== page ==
What are you doing to ensure your long-term health?
June 23, 2009
- Relativistic comparisons: “How people feel about their situation is highly dependent on comparison to others. Thus, in order to achieve good staff (team) morale, it is important to consider how to minimize negative comparisons now *and* in the future.” (Relativistic Comparisons, blog topic from last week).
- Loss aversion: “Our aversion to loss is a strong emotion…one that sometimes causes us to make bad decisions.“ (Dan Ariely, Predictably Irrational, Ch. 7, pg.134, see his YouTube video explaining the difference between gain and loss perspectives)
These traits lead to key long view leadership principles:
- Learn the strengths of the individuals of your team and leverage individual strengths to achieve team goals. Be fair from the perspective of your team. Be clear on expectations, reward excellence, and avoid marginalization.
- Strike a fair balance between competing goals and demands of multiple masters. Be fair from the perspective of your customer (whoever pays for the service is the customer). Be clear on deliverables, achieve excellence in customer service, and respect tiered pricing.
- Have a plan that considers likely contingencies to ensure balance. (Do not assume that you can achieve balance under fire.)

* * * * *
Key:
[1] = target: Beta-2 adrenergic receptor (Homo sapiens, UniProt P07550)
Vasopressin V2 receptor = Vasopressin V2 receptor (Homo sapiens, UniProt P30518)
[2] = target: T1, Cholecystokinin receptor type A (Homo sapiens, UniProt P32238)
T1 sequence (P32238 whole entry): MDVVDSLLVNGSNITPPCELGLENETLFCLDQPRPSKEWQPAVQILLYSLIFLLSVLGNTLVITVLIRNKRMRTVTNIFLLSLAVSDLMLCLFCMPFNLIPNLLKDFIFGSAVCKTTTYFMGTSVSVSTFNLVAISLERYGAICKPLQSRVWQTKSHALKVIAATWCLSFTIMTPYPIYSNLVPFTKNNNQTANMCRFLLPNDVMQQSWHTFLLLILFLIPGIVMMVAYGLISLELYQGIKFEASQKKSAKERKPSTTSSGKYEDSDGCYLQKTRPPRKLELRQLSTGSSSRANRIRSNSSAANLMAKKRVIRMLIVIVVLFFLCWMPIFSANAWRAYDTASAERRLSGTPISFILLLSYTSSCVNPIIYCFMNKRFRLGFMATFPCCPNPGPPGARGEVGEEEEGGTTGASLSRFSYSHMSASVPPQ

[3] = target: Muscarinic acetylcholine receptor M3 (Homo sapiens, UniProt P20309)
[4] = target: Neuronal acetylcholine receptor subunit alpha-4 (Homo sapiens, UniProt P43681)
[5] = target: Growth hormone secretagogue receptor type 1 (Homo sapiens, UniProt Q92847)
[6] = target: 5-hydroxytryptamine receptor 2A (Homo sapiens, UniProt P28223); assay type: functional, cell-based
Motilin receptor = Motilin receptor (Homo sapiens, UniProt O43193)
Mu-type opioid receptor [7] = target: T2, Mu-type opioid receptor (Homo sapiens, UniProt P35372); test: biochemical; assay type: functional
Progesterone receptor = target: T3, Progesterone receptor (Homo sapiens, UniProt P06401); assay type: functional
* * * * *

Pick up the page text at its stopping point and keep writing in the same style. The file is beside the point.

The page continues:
This past weekend, I found myself observing these leadership principles in a very different domain than technology development. I felt them as a soccer mom.
The goals of a U14 (under fourteen) Class 1 (highly competitive league) are twofold: win games and develop players. A soccer team fields 11 players at a time, but carries a roster between 14 – 17 kids to allow for substitution (rest and injury). The coach’s leadership job on game day requires allocation of playing time to effectively win games and develop players. Players sitting on the bench do not develop (get better), but playing the strongest players improves the odds of winning games. This creates the inherent tension between the two goals (win games vs. develop players) with “playing time” being the valued (and measureable) scarce resource.